Tag Archives: George F. Nowland

Norris C. Bull settles down on the farm

Fourth in a series on my ancestor Arthur Bull’s parents and siblings at the end of the US Civil War (1865).

In the last post we learned about the wagon/carriage-making profession of Norris C. Bull — my great, great grandfather Arthur Bull’s older brother. However, some time after the Civil War, Norris changed careers and became a prosperous farmer in Town of Colchester, Delaware County, N.Y. (Colchester Post Office).

Farmland in the Catskill country, in New York State. After the US Civil War, Norris C. Bull -- my ancestor Arthur Bull's older brother -- turned from wagon/carriage making to farming in Delaware County, N.Y. By: The Library of CongressBy: The Library of Congress
Farmland in New York State’s Catskill country. After the US Civil War, Norris C. Bull — my ancestor Arthur Bull’s older brother — turned from wagon/carriage making to farming in Delaware County, N.Y. By: The Library of Congress

According to state and federal census reports, Norris was a landowner from 1855-1865.

Had he been clearing and developing the land in tandem with his wagon/carriage making business with an eye toward farming?

Was he inspired by his wife Sabra A. (Howland) Bull’s father — George F. Howland (transcribed as “Nowland”) — who for years had farmed in nearby Hamden, N.Y.? Or by his own father, Jeremiah Bull, who had farmed in Conklin, N.Y., a decade earlier?

There’s no way to know for sure. But whatever the motivation, by the time of the 1870 US Agricultural census, Norris C. Bull had quite a spread.

Norris Bull’s farm facts

The agricultural census taker visited Norris’s property on 11 July 1870, when the summer growing season was in full swing. His farm consisted of 183 acres of land — 150 of them improved (i.e., “cleared land used for grazing, grass, tillage, or lying fallow,” according to the census taker’s instructions).

Here are the details from the 1870 Agricultural census report:

  • Cash value of the farm: $2,800 (about $52,400 today)
  • Value of machinery: $150 (about $2,819 today)
  • Wages paid during the year: $100 (about $1,870 today)
  • Live stock on June 1, 1870: 2 horses, 13 milch cows, 1 other cattle, 21 sheep, 2 swine.
  • Total value of live stock: $1,115 (about $29,900 today)
  • Produce during the year ending June 1, 1870: 25 bushels Indian corn, 75 bushels oats, 104 bushels buckwheat, 26 lbs. wool, 45 bushels Irish potatoes, $5 (about $93.60 today) in orchard production, 1,800 lbs. butter, 45 tons of hay, 4-M gallons of molasses (derived from sugar maples — hence the M).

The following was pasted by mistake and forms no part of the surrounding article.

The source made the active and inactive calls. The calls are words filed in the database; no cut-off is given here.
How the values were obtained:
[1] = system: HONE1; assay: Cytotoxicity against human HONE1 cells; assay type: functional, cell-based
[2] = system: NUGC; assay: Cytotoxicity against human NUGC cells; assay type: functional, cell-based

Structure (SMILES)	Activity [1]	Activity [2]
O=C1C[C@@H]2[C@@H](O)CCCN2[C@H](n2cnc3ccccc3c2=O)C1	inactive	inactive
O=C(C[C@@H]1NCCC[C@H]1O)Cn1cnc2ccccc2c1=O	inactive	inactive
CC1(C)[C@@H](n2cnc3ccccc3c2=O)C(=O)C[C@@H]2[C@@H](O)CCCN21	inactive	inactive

• Value of animals slaughtered: $150 (about $2,819 today)
  • Total value of all farm production including betterments and addition to stock: $1,830 (about $34,200 today)

Compare this to his father Jeremiah Bull’s farm in Town of Conklin, Broome County, N.Y. — which was cataloged in the 1860 US Agricultural census — and it’s easy to see that Norris C. Bull was running a larger and more complex agrarian operation.

Settling in with a growing family

In the 1870 US population census, Norris (listed as N.C. Bull) for the first time gave “farmer” as his occupation — and the census taker noted that his son J. Hanford Bull, 17, “works on farm.” Judging by the wages listed above, there were likely additional farm hands working alongside them.

Since 1865, Norris Bull’s family had grown as well. In addition to Norris, 43, his wife Sabra A., 38, son J. Hanford, 17, and daughter Ada, 13, there were two new children in 1870 — Anna, 8, and George, 2.

As we will see in future posts, Norris’s father Jeremiah (my ggg grandfather) and his brothers Milo and Arthur (my gg grandfather) continued to move around with their families in the decades that followed the US Civil War.

However, Norris and Sabra Ann (Howland) Bull settled down with their family and remained in Delaware County, New York — about 70 miles northeast of Binghamton — for the remainder of their lives.

Up next, the concluding post in this series: Portrait of the Bull family at the end of the US Civil War.

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